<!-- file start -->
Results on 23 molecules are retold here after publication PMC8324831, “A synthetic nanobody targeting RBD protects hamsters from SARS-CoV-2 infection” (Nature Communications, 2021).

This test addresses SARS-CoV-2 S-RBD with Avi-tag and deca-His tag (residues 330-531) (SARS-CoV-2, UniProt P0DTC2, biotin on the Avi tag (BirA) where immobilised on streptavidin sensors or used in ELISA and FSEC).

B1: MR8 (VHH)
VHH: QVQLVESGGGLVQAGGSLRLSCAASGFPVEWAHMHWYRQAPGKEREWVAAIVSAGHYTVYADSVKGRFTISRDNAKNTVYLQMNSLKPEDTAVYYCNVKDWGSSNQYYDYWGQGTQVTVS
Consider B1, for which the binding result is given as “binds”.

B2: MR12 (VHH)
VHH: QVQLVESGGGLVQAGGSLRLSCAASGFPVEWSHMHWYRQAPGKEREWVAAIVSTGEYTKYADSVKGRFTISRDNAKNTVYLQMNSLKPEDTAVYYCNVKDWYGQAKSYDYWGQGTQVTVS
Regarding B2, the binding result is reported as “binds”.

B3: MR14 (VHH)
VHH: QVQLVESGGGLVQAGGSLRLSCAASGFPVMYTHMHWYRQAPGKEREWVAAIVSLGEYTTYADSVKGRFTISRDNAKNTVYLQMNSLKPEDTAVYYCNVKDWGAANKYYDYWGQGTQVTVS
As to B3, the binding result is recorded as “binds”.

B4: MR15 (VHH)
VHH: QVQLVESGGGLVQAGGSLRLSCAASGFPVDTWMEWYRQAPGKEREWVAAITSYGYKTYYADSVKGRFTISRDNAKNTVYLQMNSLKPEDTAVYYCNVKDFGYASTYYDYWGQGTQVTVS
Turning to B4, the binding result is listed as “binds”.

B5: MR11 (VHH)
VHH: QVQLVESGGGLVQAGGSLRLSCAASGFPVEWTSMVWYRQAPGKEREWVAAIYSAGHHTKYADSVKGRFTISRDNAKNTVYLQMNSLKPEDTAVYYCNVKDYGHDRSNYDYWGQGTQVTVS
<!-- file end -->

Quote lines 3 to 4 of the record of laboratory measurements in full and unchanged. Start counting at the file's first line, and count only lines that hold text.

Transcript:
B1: MR8 (VHH)
VHH: QVQLVESGGGLVQAGGSLRLSCAASGFPVEWAHMHWYRQAPGKEREWVAAIVSAGHYTVYADSVKGRFTISRDNAKNTVYLQMNSLKPEDTAVYYCNVKDWGSSNQYYDYWGQGTQVTVS